News & Events
10 Nov 2014
A C.J. Dennis masterpiece
This poem shows Dennis' ability to write about current issues as they emerged in his lifetime. This poem was extremely relevant because the S.P.C.A (Society for the Prevention of Cruelty to Animals) had neen recently formed and becoming active in the community
Works in the Herald 1922
THE CAB HORSE'S STORY
Drivers of cabs who ill-treat their horses are being specially searched for today by members of the S.P.C.A.
Now, you wouldn't imagine, to look at me,
That I was a racehorse once.
I have done my mile in -- let me see --
No matter. I was no dunce.
But you'd not believe me if I told
Of gallops I did in days of old.
I was first in -- ah, well! What's the good?
It hurts to recall those days
When I drew from men, as a proud horse should,
Nothing but words of praise:
Oh, the waving hats, and the cheering crowd!
How could a horse help being proud?
My owner was just as proud as I;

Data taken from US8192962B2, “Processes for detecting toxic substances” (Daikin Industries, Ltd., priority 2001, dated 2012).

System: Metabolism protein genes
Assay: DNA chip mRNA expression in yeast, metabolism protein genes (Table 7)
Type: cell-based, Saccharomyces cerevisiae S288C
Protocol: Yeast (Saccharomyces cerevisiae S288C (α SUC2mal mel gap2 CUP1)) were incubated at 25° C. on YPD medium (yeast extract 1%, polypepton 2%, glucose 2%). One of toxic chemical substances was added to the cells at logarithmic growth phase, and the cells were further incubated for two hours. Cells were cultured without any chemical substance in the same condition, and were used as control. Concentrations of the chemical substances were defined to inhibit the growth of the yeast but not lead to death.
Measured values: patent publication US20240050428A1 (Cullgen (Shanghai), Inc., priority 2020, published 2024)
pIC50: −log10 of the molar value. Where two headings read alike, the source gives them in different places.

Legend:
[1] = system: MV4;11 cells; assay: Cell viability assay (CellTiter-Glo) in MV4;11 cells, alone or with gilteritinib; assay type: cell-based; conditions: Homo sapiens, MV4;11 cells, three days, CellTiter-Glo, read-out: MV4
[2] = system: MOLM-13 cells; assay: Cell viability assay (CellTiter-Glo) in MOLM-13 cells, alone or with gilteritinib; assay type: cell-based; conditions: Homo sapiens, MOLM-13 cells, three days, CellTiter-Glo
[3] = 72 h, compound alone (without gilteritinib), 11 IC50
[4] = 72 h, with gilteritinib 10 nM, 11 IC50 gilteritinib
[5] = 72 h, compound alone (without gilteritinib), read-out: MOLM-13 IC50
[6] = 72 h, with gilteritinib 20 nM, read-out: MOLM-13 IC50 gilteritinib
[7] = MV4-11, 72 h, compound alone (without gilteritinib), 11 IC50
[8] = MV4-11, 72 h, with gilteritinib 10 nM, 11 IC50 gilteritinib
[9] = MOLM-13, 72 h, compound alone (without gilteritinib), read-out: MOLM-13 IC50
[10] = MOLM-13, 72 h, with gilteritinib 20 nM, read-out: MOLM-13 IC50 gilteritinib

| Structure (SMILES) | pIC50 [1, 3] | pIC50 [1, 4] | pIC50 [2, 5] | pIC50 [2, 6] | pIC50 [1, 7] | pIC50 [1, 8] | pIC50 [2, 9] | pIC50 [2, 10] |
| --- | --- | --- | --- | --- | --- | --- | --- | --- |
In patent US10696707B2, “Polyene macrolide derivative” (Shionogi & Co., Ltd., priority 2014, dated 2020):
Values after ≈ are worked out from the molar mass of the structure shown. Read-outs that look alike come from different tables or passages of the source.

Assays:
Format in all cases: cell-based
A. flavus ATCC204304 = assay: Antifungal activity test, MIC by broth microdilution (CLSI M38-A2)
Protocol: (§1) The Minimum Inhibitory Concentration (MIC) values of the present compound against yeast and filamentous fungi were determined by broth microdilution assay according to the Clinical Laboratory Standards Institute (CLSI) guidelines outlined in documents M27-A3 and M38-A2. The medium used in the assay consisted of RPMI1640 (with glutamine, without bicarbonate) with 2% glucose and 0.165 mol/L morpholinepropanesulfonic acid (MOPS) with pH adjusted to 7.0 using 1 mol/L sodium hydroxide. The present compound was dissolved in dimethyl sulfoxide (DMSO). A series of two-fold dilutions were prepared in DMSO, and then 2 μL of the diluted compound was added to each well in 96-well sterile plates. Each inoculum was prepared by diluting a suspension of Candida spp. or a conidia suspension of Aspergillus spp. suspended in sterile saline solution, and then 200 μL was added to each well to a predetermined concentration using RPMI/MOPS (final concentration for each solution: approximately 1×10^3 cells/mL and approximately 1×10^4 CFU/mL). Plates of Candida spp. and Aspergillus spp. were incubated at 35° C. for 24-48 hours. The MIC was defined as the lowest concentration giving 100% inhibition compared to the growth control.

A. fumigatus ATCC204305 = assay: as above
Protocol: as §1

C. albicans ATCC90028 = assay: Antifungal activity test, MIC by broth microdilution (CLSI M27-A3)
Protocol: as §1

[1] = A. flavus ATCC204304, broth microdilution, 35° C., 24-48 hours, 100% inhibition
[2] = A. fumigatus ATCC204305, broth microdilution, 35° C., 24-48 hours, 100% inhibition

I was cuddled and petted and praised.
My fame was great and my price was high,
And every year 'twas raised.
Then I strained a sinew in ninety-nine,
And that's when started my swift decline.
I was turned to grass for a year or so;
Then dragged to an auction sale;
And a country sport gave me a go;
But how could I hope but fail?
"A crock," said he. And I here began
To learn of the ways of cruel man.
A year I spent as a lady's hack --
I was growing old and spent --
But she said that the riding hurt her back;
So we parted; and I went
For a while - and it nearly broke my heart --
Dragging a greasy butcher's cart.
Then my stifle went. And I, proud horse,
Son of the nobly born,
The haughty king of a city course,
Knew even a butcher's scorn!
So down the ladder I quickly ran;
Till I came to be owned by a bottle man.
And my bed was hard and my food was poor,
And my work was harder still
Dragging a cart from door to door --
The slave of Bottle-oh Bill.
Till even he, for a few mean bob,
Sold me into this hateful job.
As I dozed and dreamed in the ranks one day,
Thinking of good days past,
I heard a voice that I knew cry, "Hey!
Say, cabby, is this horse fast?"
And he looked at me in a way I know.
'Twas the man I'd loved in the long ago.
'Twas my dear, old master of ninety-nine,
And I waited, fair surprised.
But ne'er by a look and ne'er by sign
Did he show he recognised.
Then I heard his words ('twas my last hard knock):
"Why don't you pole-axe the poor old crock?"
And he turned aside to a low-bred mare
That was foaled on some cockie's farm,
And he drove away. What do I care?
I can come to no more harm.
In a knacker's yard I am worth at least
Some pence for a hungry lion's feast.